Falling in Love

If your soon-to-be spouse suggests a mountain trek for your honeymoon, consider it a little hint of your life to come. I may have longed for the ‘white sandy beaches’ honeymoon cliche, but with a proposal over mugs of wine on a river bank, you could say I was duly warned.

The day after our wedding we collapsed on to the overnight train from Paris to Pau. A brief hotel stopover only made the shift to hikers’ hostel all the more stark. Swapping a walk-in shower and enormous double bed for grimy tiles and a rickety bunk, I started dreaming of sandy beaches once again. Perhaps this mountain thing was overrated?

But here I was, clattering my cup down at the communal breakfast table, brushing aside the strong suspicion that every other person, from 6 to 86, was more capable than me. And after a final coffee there was no choice but to head on up that hill.

A world away from the sunny mountain meadows I’d pictured, we were instead beset by fog. No grand vistas to reward us for our steep steady slog uphill. Only the eery, ever-present ringing of cow bells from bovines in the mist.

Hours on, we reached the final pass that signalled the final point before an easy amble to our home for the night. I’d been picturing the view for hours, but when it came it was nothing but cloud. We picked our way down the track, using our dangerously-naive navigational skills to find the spot. Just at that moment there was a tiny tear in the cloud cover and we realised we were heading past it. We had almost missed our shelter entirely.

The hut’s designation as a ‘refuge’ was perfectly apt, as we bravely watched the afternoon thunderstorm, armed with tea and chocolate. That night, crammed in to our bunks, I was simply grateful for my full belly and sheltered sleep. Not a single whisper of white sandy beaches entered my thoughts.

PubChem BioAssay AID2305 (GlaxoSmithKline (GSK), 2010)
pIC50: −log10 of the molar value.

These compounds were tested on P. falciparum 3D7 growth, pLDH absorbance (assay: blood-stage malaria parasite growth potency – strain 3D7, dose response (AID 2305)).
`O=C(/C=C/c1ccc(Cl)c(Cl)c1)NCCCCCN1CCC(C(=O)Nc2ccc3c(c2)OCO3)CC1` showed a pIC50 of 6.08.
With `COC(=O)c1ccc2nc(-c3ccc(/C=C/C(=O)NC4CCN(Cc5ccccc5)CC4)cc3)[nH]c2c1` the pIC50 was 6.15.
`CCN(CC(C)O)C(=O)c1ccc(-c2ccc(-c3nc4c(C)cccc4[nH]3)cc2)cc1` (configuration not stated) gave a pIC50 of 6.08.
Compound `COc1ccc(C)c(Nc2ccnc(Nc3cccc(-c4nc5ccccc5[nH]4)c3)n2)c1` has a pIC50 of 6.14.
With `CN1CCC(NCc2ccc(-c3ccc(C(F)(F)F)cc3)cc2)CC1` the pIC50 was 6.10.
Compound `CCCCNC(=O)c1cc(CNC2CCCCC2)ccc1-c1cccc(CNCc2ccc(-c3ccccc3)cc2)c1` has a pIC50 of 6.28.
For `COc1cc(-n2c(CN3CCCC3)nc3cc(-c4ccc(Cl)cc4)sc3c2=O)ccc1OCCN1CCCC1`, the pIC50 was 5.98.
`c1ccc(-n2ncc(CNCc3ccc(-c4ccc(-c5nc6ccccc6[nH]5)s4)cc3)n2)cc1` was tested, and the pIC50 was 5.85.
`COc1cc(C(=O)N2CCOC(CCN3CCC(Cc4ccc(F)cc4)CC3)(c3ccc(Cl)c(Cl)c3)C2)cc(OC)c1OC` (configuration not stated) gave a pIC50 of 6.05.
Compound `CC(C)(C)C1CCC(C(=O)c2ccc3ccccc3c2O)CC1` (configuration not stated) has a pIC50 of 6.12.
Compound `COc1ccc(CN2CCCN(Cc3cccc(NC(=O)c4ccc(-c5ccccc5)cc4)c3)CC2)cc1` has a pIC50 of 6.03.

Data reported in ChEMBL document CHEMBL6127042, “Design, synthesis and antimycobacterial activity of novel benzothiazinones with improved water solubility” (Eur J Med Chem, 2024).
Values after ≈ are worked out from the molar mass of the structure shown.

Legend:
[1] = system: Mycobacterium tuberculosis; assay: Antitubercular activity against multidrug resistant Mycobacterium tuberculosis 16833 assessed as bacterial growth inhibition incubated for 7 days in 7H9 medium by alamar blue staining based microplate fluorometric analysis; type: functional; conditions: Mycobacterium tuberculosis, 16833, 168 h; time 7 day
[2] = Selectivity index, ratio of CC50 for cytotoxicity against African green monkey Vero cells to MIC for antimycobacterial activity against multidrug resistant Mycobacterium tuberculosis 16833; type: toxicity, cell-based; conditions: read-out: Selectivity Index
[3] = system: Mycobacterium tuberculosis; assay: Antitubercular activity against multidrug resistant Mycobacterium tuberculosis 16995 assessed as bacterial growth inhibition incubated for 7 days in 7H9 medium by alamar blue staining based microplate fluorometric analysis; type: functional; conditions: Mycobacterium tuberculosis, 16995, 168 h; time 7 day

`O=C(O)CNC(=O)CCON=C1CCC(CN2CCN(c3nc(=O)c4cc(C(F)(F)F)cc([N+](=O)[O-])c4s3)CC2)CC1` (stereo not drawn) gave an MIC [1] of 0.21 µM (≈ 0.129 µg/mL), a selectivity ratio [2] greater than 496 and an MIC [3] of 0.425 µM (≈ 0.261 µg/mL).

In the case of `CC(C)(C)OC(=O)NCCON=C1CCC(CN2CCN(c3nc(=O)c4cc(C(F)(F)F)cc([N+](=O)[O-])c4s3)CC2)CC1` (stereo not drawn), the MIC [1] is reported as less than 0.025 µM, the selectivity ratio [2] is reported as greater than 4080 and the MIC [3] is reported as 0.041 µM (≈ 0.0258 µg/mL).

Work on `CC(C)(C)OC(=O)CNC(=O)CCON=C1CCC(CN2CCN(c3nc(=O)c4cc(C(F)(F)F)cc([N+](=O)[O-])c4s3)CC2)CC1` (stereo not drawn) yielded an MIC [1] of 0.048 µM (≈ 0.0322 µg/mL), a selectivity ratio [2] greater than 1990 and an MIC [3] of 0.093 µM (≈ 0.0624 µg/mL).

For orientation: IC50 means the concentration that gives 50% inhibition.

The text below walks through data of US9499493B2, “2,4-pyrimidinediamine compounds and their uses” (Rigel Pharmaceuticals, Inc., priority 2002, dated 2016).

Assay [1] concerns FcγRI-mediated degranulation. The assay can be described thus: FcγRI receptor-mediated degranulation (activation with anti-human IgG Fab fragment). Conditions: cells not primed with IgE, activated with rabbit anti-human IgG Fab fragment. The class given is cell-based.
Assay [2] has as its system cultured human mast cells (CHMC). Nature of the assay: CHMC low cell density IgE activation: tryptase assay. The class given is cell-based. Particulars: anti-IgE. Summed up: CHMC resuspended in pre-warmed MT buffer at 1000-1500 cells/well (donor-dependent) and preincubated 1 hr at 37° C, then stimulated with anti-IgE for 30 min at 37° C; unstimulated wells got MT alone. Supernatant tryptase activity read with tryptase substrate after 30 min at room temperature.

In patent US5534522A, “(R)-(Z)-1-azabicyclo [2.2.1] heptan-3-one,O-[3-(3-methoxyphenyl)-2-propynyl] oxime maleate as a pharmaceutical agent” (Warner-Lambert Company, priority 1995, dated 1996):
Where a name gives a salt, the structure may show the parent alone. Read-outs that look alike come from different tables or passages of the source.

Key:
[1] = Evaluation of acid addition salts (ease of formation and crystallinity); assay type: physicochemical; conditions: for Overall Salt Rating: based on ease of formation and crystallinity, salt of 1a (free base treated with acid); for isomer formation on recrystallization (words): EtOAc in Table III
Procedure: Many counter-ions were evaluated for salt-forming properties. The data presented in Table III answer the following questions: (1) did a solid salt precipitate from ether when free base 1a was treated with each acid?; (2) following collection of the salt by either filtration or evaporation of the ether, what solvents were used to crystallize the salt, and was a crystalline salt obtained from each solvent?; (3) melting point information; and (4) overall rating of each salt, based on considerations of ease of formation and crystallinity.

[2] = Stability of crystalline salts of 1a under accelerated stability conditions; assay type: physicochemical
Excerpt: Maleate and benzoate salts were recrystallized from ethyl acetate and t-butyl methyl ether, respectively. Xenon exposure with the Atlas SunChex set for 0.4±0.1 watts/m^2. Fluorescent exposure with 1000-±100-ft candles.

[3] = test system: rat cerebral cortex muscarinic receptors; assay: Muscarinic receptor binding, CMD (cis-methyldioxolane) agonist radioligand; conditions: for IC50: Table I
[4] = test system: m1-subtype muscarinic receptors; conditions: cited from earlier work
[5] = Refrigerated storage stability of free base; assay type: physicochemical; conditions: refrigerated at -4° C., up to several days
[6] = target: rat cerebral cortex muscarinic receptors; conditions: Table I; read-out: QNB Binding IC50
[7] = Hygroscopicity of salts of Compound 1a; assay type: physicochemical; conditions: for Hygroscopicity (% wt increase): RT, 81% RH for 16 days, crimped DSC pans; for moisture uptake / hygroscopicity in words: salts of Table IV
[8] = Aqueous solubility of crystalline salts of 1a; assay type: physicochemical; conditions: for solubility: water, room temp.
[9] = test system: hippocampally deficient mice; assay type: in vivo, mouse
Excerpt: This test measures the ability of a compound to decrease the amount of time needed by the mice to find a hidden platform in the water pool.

Seemingly seconds later, someone’s alarm clock pulled us all out of bed, into a sunrise too spectacular for words. There was a hushed collective worship as every hiker stood in silence, facing Pic du Midi d’Ossau in the growing light. Right then, no one was dreaming of anywhere beyond that perfect moment.

A pyrenean read

Tom bought me “Love and War in the Pyrenees” for our first year anniversary.  We spent our honeymoon hiking in the Pyrenees and I was looking forward to a revisit of the beautiful scenery and a bit of a love story amidst the pages.  I hadn’t really taken into account the ‘war’ part of the title and found this book a far more harrowing read than I’d expected.  Sure, I studied the Second World War at school, and I guess I could regurgitate some names and dates; but the personal stories of struggle and resistance in this book, set in the familiar backdrop of this part of the world I love so much, hit me much harder.

These mountain passes are difficult enough in perfect sunshine, with a pack full of food and the promise of a warm bed at the end of the day.  Even with Bailey’s fantastic writing, it is hard to imagine how so many refugees covered these routes in such hard conditions.  True tragedies can be a depressing read, and perhaps that is why it’s taken me six months to getting around to reading this book.  It is almost impossible to believe the extent of man’s inhumanity to man, but equally incredible to read of the stories of resistance, bravery, and kindness.  This book has certainly given me a different perspective on this part of the world.  And whilst there is always an argument for simply soaking up the beauty of a place in the moment, this little bit of history has made me marvel at these mountains all the more.